If you’re looking to buy a home, Tim Hyer thinks the key is to be more social. Its Sacramento-based real estate social network, Sure, gives potential buyers a platform to do so.
“Why can you read reviews of where to eat or which hotel to stay or which vacuum to buy, but when it comes to the biggest financial purchase of your life, there’s nowhere to go ? Says Hyer, Co-Founder and CEO of Trusty.
Launched in Spring 2021, Trusty provides an online space for people to talk in real time about homes, neighborhoods and the wider market. They can share opinions, read property reviews, and get in touch with real estate agents. Think Zillow meets Yelp with a Facebook-style feed.
“I think a lot of times the ads are rosier than the real thing,” Hyer says. “We want to be a place where you can get the real story, not just the Photoshopped images and flowery description.”
For example, a recent ad on Trusty for a $ 375,000, 1,424 square foot home in Sacramento boasts: “Completely remodeled !! Houses like this don’t come often. Check out the square footage for the price! This home has a brand new heating and air conditioning unit, new flooring, new window coverings, a brand new kitchen with all new cabinets, counters and appliances, a newly remodeled bathroom, a new interior paint and much more! ”
In a review on the ad page, Daniel Sapata, a Berkshire Hathaway estate agent, wrote:
Hmm…. This house showed up very well with the photos but was a disappointment in person. My clients didn’t like the house and all I could see was the repair costs… The outside of the house was also showing signs of repair with a lot of dry rot visible on the house panels and on the facade. The neighborhood is nice and the location is pretty good.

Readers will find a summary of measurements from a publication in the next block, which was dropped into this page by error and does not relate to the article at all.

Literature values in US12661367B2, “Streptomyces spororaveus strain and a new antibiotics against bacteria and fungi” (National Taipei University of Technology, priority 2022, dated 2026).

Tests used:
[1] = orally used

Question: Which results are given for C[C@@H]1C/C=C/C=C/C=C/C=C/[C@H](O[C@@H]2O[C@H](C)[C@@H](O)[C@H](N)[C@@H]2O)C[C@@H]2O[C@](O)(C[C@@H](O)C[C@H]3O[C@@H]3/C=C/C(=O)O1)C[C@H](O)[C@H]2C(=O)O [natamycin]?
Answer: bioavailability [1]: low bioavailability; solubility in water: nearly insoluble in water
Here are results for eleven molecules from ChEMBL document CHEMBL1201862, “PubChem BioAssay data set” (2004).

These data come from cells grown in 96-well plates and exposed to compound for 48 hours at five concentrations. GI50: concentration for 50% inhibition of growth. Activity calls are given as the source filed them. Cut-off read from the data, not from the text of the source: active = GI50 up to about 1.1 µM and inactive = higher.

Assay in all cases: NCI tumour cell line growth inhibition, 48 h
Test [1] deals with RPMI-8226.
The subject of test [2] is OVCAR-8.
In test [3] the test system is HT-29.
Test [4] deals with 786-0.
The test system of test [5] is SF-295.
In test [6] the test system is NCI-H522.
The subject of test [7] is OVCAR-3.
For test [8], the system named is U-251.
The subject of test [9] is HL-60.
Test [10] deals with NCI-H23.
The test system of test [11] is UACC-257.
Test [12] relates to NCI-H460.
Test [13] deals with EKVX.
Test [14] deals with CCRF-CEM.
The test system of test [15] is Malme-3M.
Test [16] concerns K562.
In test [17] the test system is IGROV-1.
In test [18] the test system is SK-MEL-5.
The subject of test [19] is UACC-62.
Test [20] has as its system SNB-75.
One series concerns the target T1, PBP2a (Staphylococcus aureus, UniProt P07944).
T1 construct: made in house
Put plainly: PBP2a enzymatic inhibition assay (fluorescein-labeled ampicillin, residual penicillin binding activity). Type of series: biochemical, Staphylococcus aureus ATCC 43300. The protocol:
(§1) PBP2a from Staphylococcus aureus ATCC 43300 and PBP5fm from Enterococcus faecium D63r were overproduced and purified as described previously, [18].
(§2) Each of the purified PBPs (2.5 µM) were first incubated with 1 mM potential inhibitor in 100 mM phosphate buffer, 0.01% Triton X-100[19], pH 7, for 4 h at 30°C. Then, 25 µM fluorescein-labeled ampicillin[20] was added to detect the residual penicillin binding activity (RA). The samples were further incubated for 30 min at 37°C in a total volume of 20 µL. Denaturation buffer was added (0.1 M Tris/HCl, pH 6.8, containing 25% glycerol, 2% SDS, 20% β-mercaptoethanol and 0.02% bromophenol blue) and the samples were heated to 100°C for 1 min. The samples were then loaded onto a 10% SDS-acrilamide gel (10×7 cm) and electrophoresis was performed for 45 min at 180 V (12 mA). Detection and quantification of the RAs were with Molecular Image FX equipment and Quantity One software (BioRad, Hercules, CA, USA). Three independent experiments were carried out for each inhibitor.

Another reviewer wrote:
The house has been recently renovated, but the quality of the renovation is not up to par… I give the house a C and expect it to sell below demand.
Hyer has already launched startups, including a mobile app for the construction industry. He has also occupied the buyer’s seat six times in different locations. With Trusty, he wanted to give potential buyers more of a view of a place, which is especially helpful in avoiding buyer’s remorse for those who are making offers without seeing the house first.
“We want to be a place where you can get the real story, not just the Photoshopped images and flowery description.”
Tim Hyer, Co-Founder and CEO, Trusty
The listing agent can respond to any feedback that is not positive and clarify any misunderstanding, Hyer says, but adds, “There has been resistance from listing agents who want nothing more than a picture. perfect of their home appearing online “.
According to Sapata, an agent can say anything and it can be misleading or deceptive. But Trusty, he says, invites multiple perspectives. Sapata says he found successful leads on the social network. The ability to engage with a potential buyer online brings transparency to a process that is hard to find on other sites. But Sapata, a real estate agent for almost 10 years, is well aware of the pressure to maintain the status quo.
“Some agents want to be so controlling that they don’t want to change anything,” he says. “It is killing part of our industry.”
At the same time, he understands that agents can use the platform to reduce ads, so he appreciates the opportunity to respond to comments.
The platform is free and Trusty, which has a team of eight people and offices in Sacramento.
and the Bay Area, receives a referral commission if a real estate agent gets a deal from a buyer they’ve found through the site. As of August, the platform had 350 realtors with active accounts, covering about 80% of California, Hyer says. Last year, he adds, Trusty raised $ 1.6 million from two lead investors and four angel investors.
“It’s a big change,” Hyer says. “This is not the way the industry has operated for 100 years. It has always been a point of view. The fact that we are opening it up to other perspectives is quite transformational.
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